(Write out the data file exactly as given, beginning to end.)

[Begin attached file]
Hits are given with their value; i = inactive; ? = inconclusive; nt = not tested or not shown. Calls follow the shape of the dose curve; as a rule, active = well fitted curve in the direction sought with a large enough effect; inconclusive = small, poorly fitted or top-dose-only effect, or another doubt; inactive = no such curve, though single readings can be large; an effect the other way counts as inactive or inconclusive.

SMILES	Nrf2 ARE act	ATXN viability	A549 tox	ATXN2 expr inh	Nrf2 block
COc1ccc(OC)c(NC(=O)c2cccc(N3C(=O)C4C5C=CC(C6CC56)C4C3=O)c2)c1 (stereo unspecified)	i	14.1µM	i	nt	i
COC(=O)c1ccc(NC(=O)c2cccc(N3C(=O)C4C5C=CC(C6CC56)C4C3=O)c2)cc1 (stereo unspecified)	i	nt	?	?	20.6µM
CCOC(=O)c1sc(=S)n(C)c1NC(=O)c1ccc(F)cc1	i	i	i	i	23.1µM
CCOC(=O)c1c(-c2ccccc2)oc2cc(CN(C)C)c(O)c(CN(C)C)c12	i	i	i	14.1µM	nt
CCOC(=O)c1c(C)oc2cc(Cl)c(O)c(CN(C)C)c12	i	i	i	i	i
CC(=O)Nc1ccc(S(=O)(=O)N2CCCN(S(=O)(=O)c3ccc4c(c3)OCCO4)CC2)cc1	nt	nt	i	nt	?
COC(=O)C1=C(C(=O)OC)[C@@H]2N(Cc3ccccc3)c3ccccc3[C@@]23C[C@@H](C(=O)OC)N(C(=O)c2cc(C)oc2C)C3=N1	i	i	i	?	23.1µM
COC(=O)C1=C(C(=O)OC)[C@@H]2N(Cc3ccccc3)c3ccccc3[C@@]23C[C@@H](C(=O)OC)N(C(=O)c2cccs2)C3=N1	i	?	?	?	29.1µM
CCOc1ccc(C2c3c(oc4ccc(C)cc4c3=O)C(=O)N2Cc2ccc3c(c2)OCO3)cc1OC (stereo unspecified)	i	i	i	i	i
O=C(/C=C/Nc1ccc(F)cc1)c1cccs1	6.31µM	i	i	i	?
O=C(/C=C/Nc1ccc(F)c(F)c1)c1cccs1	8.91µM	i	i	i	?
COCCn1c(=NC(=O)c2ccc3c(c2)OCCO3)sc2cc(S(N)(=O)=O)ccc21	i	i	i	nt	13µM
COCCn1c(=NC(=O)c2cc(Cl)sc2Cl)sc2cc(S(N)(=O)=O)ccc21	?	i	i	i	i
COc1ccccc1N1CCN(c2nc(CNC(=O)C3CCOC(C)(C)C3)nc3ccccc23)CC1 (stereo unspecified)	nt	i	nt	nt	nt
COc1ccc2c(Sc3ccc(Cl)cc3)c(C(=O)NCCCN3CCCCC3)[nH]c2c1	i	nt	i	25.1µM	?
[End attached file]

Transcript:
Hits are given with their value; i = inactive; ? = inconclusive; nt = not tested or not shown. Calls follow the shape of the dose curve; as a rule, active = well fitted curve in the direction sought with a large enough effect; inconclusive = small, poorly fitted or top-dose-only effect, or another doubt; inactive = no such curve, though single readings can be large; an effect the other way counts as inactive or inconclusive.

SMILES	Nrf2 ARE act	ATXN viability	A549 tox	ATXN2 expr inh	Nrf2 block
COc1ccc(OC)c(NC(=O)c2cccc(N3C(=O)C4C5C=CC(C6CC56)C4C3=O)c2)c1 (stereo unspecified)	i	14.1µM	i	nt	i
COC(=O)c1ccc(NC(=O)c2cccc(N3C(=O)C4C5C=CC(C6CC56)C4C3=O)c2)cc1 (stereo unspecified)	i	nt	?	?	20.6µM
CCOC(=O)c1sc(=S)n(C)c1NC(=O)c1ccc(F)cc1	i	i	i	i	23.1µM
CCOC(=O)c1c(-c2ccccc2)oc2cc(CN(C)C)c(O)c(CN(C)C)c12	i	i	i	14.1µM	nt
CCOC(=O)c1c(C)oc2cc(Cl)c(O)c(CN(C)C)c12	i	i	i	i	i
CC(=O)Nc1ccc(S(=O)(=O)N2CCCN(S(=O)(=O)c3ccc4c(c3)OCCO4)CC2)cc1	nt	nt	i	nt	?
COC(=O)C1=C(C(=O)OC)[C@@H]2N(Cc3ccccc3)c3ccccc3[C@@]23C[C@@H](C(=O)OC)N(C(=O)c2cc(C)oc2C)C3=N1	i	i	i	?	23.1µM
COC(=O)C1=C(C(=O)OC)[C@@H]2N(Cc3ccccc3)c3ccccc3[C@@]23C[C@@H](C(=O)OC)N(C(=O)c2cccs2)C3=N1	i	?	?	?	29.1µM
CCOc1ccc(C2c3c(oc4ccc(C)cc4c3=O)C(=O)N2Cc2ccc3c(c2)OCO3)cc1OC (stereo unspecified)	i	i	i	i	i
O=C(/C=C/Nc1ccc(F)cc1)c1cccs1	6.31µM	i	i	i	?
O=C(/C=C/Nc1ccc(F)c(F)c1)c1cccs1	8.91µM	i	i	i	?
COCCn1c(=NC(=O)c2ccc3c(c2)OCCO3)sc2cc(S(N)(=O)=O)ccc21	i	i	i	nt	13µM
COCCn1c(=NC(=O)c2cc(Cl)sc2Cl)sc2cc(S(N)(=O)=O)ccc21	?	i	i	i	i
COc1ccccc1N1CCN(c2nc(CNC(=O)C3CCOC(C)(C)C3)nc3ccccc23)CC1 (stereo unspecified)	nt	i	nt	nt	nt
COc1ccc2c(Sc3ccc(Cl)cc3)c(C(=O)NCCCN3CCCCC3)[nH]c2c1	i	nt	i	25.1µM	?